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State investigation finds thousands of civilian bodies in Kashmir valley Add to ...

The worst part, Shafeeq Bhatt says, is not knowing.



One day in April of 1996, he was walking to work at the family carpet shop in Srinagar with his brothers Zafar and Shabir Bhatt. The three of them were picked up by the Indian army. It was the height of an insurgency against Indian rule and troops ceaselessly patrolled the streets of the Kashmiri capital.



They were taken to a military camp; Shafeeq and Zafar were questioned and released the same day. But the family has not seen Shabir since. “The army would just say he was being punished – for what, and what kind of punishment, they wouldn’t say,” said Mr. Bhatt, who added that Shabir, who was then 18, had no involvement with the militant resistance.



“We even asked them, ‘If you have killed my brother then tell us where the body is: we will give him proper burial. And if he is in some jail then also tell us.’ But nobody said anything.”



Mr. Bhatt joined a local group called the Association of Parents of Disappeared Persons, which has waged a long campaign to force the army to account for what it says are at least 8,000 people who have vanished in the conflict in Indian-controlled Kashmir. The group, and other human rights organizations, have alleged for years that the Indian army carries out extrajudicial killings of civilians and dumps their bodies in mass graves, passing them off as foreign militants.



This week, the Bhatt family and others were vindicated when a state investigation found there are at least 2,156 bodies buried in unmarked graves in the Kashmir valley, many of them the remains of civilians killed by Indian security forces.



The new report, from the Jammu and Kashmir State Human Rights Commission, marks the first time that a state body has confirmed the role of the security forces in extrajudicial killings. “There is every probability that these unidentified dead bodies buried in various unmarked graves at 38 places of North Kashmir may contain the dead bodies of enforced disappearances,” the report says.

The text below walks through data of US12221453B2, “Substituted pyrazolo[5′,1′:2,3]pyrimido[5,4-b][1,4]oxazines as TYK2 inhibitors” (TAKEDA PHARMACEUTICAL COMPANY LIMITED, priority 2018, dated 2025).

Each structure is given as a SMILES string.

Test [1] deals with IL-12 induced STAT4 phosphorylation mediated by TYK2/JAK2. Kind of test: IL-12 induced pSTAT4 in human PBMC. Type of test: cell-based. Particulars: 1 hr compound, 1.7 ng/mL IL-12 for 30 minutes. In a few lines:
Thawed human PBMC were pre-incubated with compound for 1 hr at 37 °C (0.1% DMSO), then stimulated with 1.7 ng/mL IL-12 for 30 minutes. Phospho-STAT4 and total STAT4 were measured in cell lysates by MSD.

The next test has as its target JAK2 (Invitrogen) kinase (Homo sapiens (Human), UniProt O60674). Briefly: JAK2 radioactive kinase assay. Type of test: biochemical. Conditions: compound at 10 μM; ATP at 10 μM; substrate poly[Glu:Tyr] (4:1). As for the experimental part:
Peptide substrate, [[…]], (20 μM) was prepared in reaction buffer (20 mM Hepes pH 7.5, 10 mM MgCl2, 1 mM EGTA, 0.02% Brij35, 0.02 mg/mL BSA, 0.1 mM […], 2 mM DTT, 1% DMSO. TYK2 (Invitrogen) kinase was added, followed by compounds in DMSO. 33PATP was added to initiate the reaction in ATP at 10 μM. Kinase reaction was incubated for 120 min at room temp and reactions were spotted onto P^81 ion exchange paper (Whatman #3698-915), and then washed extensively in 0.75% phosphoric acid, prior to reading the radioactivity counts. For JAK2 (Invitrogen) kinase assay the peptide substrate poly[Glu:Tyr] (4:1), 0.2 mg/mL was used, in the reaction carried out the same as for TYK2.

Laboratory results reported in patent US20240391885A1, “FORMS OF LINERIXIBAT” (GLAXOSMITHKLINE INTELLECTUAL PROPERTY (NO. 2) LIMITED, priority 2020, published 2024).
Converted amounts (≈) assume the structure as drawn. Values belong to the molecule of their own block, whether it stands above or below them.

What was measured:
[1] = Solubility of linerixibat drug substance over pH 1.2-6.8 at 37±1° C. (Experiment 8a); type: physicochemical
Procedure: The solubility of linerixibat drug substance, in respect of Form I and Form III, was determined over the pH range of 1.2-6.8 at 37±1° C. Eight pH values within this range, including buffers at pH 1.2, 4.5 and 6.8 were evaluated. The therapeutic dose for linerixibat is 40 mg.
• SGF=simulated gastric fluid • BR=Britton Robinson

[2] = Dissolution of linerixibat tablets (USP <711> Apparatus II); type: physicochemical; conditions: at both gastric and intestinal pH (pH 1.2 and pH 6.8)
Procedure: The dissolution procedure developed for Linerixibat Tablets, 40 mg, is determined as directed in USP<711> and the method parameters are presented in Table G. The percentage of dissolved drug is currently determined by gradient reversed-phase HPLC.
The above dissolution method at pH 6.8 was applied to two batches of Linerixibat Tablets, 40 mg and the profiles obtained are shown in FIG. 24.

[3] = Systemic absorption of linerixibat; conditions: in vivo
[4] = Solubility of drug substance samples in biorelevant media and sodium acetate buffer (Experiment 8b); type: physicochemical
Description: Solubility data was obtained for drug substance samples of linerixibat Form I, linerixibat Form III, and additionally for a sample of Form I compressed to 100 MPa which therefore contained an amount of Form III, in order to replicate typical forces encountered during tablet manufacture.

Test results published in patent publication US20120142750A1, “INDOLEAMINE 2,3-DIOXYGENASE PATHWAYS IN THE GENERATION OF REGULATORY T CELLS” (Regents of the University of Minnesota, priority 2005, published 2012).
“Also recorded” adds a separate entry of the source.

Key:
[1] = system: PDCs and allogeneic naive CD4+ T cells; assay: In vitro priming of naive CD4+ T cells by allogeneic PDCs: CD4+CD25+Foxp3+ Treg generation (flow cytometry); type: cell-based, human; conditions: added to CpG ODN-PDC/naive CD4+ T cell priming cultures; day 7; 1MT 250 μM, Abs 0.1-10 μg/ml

Gautam Navlakha, an activist working on the issue of abuses by state security forces in Kashmir, called it absolute vindication.”



“This lays open the truth of all the charges that people in Kashmir have been making for so many years,” he said.



The investigators wrote that the bodies, all of them marked with bullet wounds, were handed over by police to local people living in the areas near the graves, with instructions to bury them. At the time, the police said they were the bodies of “unidentified militants,” usually foreigners, killed in fighting.



“Now it becomes very clear that those foreigners were in fact local,” Mr. Navlakha said.



Of the 2,156 bodies or skulls exhumed, investigators were able to identify 574 as the remains of local people.



Tens of thousands of people, many of them civilians, have died in the long-running separatist conflict in Kashmir, which is divided between India and Pakistan and claimed by both. An organized uprising began in 1989 and was met with brutal force by the Indian army. Some of the missing – who are mostly young men – have crossed into Pakistan, which has funded and armed the Kashmiri insurgency in India, to train as militant fighters, and then been killed in conflict. But families in Kashmir insist that many people, mostly men and mostly young, were picked up by soldiers or paramilitaries and taken away to detention and never came home.



The report backs their claims, noting that police failed to take any steps to identify the bodies before burial, such as acquiring dental records or DNA to match them with the cases of civilians reported missing.



Mr. Bhatt is unwilling to accept the idea that his brother lies in one of the newly identified graves, but takes heart from the official acknowledgment, saying he hopes it will force the Indian government to engage with the issue of the disappeared with new seriousness, and perhaps yield answers on Shabir’s whereabouts.



The SHRC, which has only recommendatory power and cannot direct actions the way a government inquiry would, concludes by saying that it should be the practice that DNA is collected from anyone killed by the authorities, along with other information to establish a positive identity. This, it says, would help end “misuse” of special laws which protect the military from prosecution for actions in Kashmir.

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